There are any number of Knowledge Base articles to help you identify and reduce the size of the ePO database.
Please also note that ePO 4.5 reached it's EOL date as of Dec 31st 2013.
Yeah, tried all those...no luck.
So....anyway, any way I can correllate the SQL query running in SQL Activity Monitor to the Query name in epo?
And, is there any pitfalls to look out for if I decide to truncate?
as rackroyd already mentioned epo 4.5 is eol. have you considered upgrading to newer versions? we have made tons of improvements since 4.5 that speed up query processing in epo.
Truncating tables at random would be a very, very bad idea indeed, and I would recommend against it in the strongest possible terms.
With 4.5 I've seem performance issues due to a few different things. I'd agree with everyone, there is little reason to truncate any tables. There are a few that are notorious for filling up fast and you should get to know them.
Some issues I have encountered:
1. The obvious and what most of the KBs say... large numbers of events and not having them purged. There are several purge tasks not just specific to threat events. Check them all make sure they are running regularly. Reduce the purge tasks to something smaller than recommended... 30days for instance. Check *all* your table counts to see if they are reasonable.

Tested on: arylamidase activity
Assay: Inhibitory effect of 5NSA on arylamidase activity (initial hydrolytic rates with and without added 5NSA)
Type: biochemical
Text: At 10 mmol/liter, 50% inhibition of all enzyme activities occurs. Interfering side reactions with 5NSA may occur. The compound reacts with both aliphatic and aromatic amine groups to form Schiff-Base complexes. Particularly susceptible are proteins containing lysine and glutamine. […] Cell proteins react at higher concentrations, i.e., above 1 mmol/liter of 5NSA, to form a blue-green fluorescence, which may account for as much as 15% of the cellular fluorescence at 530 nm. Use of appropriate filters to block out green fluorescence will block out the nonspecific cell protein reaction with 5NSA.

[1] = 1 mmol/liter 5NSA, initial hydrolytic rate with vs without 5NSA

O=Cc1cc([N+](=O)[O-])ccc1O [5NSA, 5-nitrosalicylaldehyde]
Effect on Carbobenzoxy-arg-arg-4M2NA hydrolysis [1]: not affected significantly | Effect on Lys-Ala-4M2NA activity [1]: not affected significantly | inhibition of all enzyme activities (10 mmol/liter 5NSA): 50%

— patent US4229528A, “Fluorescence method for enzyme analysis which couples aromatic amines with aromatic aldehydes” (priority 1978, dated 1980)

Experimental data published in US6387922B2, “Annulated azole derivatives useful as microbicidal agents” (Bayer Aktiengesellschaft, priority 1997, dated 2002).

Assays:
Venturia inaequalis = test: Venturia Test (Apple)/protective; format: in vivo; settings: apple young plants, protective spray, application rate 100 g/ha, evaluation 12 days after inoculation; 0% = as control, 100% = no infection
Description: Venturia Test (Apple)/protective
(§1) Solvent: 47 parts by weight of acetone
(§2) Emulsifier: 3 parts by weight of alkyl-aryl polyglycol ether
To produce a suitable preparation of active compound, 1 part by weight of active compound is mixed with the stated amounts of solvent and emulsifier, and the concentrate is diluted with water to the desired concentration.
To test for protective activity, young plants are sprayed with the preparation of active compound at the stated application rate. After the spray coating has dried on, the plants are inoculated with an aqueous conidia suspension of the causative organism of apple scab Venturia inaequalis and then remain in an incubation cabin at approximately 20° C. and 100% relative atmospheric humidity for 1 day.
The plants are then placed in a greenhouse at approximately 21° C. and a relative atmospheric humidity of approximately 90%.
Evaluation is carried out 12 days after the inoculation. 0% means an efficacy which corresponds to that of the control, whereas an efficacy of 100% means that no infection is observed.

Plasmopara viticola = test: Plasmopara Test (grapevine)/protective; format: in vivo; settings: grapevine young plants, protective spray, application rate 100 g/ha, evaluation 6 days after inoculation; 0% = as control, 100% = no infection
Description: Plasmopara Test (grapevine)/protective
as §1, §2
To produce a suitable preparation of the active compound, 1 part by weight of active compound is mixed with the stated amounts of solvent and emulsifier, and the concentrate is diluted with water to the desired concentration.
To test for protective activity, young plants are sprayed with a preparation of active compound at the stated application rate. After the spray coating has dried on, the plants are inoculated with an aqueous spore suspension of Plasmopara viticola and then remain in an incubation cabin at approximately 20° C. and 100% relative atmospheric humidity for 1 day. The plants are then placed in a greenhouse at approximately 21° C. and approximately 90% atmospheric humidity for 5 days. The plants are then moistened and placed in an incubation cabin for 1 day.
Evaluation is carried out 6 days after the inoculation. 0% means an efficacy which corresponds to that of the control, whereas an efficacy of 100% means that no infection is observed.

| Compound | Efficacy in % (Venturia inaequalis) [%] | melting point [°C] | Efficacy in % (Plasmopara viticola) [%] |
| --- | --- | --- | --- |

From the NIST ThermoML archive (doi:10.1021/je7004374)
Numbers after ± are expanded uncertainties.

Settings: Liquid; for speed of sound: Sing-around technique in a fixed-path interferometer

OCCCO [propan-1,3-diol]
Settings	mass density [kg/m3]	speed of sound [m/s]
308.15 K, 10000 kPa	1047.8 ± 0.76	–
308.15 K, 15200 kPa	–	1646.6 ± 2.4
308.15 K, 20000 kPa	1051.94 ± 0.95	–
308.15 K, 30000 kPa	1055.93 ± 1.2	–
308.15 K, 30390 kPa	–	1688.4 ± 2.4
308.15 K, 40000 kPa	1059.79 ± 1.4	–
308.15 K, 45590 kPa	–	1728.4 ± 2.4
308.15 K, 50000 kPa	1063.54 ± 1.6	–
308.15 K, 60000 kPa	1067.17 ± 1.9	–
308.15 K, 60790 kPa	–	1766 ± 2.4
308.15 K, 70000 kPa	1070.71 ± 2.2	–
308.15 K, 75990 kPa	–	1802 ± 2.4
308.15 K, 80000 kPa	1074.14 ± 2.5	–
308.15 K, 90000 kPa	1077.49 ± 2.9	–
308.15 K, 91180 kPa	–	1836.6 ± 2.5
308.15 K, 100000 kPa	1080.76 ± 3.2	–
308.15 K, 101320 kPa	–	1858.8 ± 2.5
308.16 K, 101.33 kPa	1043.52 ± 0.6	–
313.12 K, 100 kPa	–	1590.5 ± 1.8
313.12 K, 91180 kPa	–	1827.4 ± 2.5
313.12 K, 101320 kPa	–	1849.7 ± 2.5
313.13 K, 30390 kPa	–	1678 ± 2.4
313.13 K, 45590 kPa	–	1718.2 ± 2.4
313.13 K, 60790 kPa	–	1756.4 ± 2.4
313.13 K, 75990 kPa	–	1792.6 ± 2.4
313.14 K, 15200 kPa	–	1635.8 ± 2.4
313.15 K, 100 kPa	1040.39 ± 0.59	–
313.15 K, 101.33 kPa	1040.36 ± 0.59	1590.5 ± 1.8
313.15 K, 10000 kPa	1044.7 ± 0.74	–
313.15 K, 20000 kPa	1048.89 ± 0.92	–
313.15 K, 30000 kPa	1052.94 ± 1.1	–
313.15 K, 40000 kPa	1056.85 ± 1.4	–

2. Policy auditor and FIM. If you have a lot of systems cached to perform integrity scans I've the database could crawl. If you have this, fix / reduce the policies, clear the cached systems.
3. Rogue system detection. It appears fixed in newer versions, but at one time have unreasonably large numbers of sensors (and a poorly designed table view) seemed to cause slow downs. Remove duplicate sensors on the same subnet, ensure the rsd tables are getting purged.
4. Large numbers of bad server tasks / automated tasks. Go through each task, make sure they are necessary and efficient.
5. Large numbers of bad queries. If you have lots of users creating horrible queries and have them used a lot (e.g. attached to a main dashboard with a retarted refresh rate) this could cause some serious slow-down.
6. Way too many VLFs. Depending on how your database grew over time, you could have a hundred thousand VLFs. This could lead to wierd performance symptoms. Check the VLFs, if it's in the 100k range, you're running way to high. Truncate and make it such that they never get that high.
Note that if you are seeing certain suspended processes or sql queries taking up a large amount of time, what are the tables involved? The names are pretty straight-forward. PA and FIM is related to Policy Auditor for example. That will tell you real quick where the problem seems to be coming from.